All acts of sin, wickedness, and evil will be exposed, brought out into the light.
- (7:7-10) God Judges Evil
Haman’s execution is a clear picture of the surety of judgment. No matter who the person is, even if he is the prime minister of a nation, he will face the judgment of God for the deeds he has done. Note the downfall of this prime minister, the highest-ranking official of Persia whose power was super-ceded only by that of the king. As soon as Xerxes heard Esther’s identification of Haman as the culprit, the king jumped to his feet in a rage and abruptly walked into the palace garden to get alone (v.7). No doubt he needed time to collect his thoughts, time to think through the conspiracy. Esther had just exposed Haman’s deception in leading him to issue the Decree of Extermination. Xerxes’ anger burned toward Haman…
- because Haman had been so deceptive
- because Haman had misled him into issuing the decree of extermination
- because Haman’s conspiracy meant that his own dear wife and her adoptive father, who had saved the king’s life, would also be killed
- because he had personally misjudged Haman’s character and promoted him to be prime minister
- because he had made Haman the closest and most trusted advisor to the king
- because Haman had betrayed the trust he had put in him as prime minister
- because Haman had worked his way into the king’s heart, seemingly becoming the closes friend to the king
Haman quickly realized that the king had already determined his fate and that his only hope was to plead with Esther for his life (v.7). Therefore as soon as the king left the room, Haman arose and walked over to Esther to beg for mercy. Just as Haman reached her the king returned and saw Haman, shockingly, fall at the feet of Esther where she was reclining on a couch (v.8). Angrily, he charged the prime minister with molesting his wife. He then immediately ordered the guards to cover Haman’s face and escort him out, away from both him and the queen. By covering Haman’s face, the king was signaling his doom. A covering was placed over the face of someone condemned to death because Persian kings refused to look upon the face of a condemned person.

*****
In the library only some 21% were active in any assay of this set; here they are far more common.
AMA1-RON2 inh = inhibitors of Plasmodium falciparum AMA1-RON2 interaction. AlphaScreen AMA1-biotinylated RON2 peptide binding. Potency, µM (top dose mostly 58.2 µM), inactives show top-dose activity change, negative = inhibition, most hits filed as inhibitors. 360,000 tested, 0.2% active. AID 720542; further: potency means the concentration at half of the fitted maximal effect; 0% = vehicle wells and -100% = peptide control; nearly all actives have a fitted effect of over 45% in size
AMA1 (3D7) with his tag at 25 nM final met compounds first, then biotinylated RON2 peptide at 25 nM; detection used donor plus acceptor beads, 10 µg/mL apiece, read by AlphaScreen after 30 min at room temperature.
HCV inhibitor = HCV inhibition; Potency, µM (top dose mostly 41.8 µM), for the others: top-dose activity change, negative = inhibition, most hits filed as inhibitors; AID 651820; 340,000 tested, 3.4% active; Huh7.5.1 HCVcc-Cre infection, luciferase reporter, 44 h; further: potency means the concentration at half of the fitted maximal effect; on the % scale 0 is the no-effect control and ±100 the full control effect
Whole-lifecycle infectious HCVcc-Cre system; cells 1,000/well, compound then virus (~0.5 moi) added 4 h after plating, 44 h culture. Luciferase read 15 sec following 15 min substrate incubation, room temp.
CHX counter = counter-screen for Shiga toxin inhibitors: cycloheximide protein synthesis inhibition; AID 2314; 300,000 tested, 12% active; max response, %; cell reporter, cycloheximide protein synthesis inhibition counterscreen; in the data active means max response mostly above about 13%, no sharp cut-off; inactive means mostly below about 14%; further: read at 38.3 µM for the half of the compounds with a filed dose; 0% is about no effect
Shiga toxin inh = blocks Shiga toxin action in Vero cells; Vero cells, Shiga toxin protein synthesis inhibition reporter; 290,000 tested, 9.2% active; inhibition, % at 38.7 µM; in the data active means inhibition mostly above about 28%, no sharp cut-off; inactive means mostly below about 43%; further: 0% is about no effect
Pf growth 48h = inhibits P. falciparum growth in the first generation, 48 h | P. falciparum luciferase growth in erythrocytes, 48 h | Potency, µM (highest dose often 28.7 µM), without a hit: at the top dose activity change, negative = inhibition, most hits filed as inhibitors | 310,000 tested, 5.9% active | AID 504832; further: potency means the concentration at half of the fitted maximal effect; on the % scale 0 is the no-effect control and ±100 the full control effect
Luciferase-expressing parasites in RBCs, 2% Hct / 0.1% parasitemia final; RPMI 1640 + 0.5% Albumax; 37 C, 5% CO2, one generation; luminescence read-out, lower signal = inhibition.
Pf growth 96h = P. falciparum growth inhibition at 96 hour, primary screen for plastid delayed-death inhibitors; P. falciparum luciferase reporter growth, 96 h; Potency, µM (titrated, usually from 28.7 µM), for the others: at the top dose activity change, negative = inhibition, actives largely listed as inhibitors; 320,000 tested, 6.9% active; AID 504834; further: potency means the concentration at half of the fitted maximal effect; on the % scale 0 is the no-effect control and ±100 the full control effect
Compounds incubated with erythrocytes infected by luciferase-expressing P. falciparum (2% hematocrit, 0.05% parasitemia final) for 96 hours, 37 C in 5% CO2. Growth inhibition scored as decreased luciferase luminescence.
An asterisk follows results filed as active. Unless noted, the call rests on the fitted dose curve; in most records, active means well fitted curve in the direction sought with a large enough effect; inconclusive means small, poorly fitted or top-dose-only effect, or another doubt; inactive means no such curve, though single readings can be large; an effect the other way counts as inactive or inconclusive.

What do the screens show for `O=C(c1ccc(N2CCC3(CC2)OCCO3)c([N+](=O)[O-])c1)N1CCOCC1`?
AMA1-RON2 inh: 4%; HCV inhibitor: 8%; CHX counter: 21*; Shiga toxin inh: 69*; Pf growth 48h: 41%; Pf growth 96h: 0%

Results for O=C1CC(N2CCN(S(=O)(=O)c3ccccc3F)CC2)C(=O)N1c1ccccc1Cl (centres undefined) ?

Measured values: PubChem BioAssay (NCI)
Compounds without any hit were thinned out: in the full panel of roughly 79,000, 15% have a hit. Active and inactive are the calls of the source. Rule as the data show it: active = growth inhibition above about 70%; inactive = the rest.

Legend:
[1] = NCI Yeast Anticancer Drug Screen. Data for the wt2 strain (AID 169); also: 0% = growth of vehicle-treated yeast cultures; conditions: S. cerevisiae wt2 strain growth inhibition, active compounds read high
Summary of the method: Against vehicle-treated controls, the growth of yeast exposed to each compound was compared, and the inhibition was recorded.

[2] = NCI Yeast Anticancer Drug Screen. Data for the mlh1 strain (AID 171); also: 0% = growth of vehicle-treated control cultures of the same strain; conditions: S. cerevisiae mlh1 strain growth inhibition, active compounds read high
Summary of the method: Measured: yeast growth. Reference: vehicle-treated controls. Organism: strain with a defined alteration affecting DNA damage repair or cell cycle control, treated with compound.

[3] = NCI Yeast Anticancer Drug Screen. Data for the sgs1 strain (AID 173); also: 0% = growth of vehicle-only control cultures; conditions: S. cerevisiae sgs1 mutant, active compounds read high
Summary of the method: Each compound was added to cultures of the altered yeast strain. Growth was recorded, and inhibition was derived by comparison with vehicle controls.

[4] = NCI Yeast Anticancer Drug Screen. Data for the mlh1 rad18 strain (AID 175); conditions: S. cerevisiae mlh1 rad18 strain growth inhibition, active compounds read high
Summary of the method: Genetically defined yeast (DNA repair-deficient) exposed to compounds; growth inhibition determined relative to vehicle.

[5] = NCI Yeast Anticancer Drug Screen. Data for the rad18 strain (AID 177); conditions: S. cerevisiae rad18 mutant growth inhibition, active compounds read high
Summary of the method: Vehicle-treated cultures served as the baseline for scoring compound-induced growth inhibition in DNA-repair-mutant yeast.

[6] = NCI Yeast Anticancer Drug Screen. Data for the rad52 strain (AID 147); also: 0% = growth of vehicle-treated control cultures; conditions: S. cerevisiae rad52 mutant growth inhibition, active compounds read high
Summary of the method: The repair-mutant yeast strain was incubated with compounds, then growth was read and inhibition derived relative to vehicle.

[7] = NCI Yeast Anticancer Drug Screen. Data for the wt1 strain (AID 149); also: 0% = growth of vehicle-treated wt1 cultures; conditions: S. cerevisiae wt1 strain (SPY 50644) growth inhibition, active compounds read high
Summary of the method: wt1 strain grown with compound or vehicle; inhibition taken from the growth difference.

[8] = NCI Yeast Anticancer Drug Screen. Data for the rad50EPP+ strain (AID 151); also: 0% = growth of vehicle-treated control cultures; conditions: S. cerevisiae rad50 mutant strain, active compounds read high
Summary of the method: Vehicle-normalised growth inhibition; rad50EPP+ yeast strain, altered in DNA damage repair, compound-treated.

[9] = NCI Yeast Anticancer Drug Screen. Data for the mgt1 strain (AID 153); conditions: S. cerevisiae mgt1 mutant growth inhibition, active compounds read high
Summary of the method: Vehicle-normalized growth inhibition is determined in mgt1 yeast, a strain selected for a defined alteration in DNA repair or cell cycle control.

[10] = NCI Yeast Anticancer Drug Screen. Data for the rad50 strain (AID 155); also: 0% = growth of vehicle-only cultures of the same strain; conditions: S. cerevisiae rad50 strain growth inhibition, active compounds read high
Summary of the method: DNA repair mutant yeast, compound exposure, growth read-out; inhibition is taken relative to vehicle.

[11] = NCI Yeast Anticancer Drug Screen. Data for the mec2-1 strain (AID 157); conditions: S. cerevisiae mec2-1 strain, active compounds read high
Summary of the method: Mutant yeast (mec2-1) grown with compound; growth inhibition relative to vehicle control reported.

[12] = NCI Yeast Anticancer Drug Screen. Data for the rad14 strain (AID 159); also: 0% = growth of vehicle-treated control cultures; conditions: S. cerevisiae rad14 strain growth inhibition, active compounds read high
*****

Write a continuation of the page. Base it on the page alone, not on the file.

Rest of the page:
He was to be executed. Standing nearby was a eunuch named Harbona who attended the king. He informed the king that Haman had constructed a gallows 75 feet high by the side of his house. The gallows had been built for the execution of Mordecai. Without a moment’s hesitation, the king ordered Haman to be executed upon the gallows. The order was promptly carried out, after which the king’s fury calmed down.
The same evil that Haman had planned for Mordecai was turned against him. Haman reaped what he had sown. Whatever a person sows, he will reap, and whatever a person measures, it will be measured back to him. God’s justice will be right. Justice will be perfectly executed by God. There will be no opportunity in the Day of Judgment to accuse God of judging someone unfairly, too lightly or too severely. Judgment will be completely accurate and precise. And there will be no escape from God’s judgment. Turn to Jesus for forgiveness, he was executed and judged for our sins. Thank you Jesus.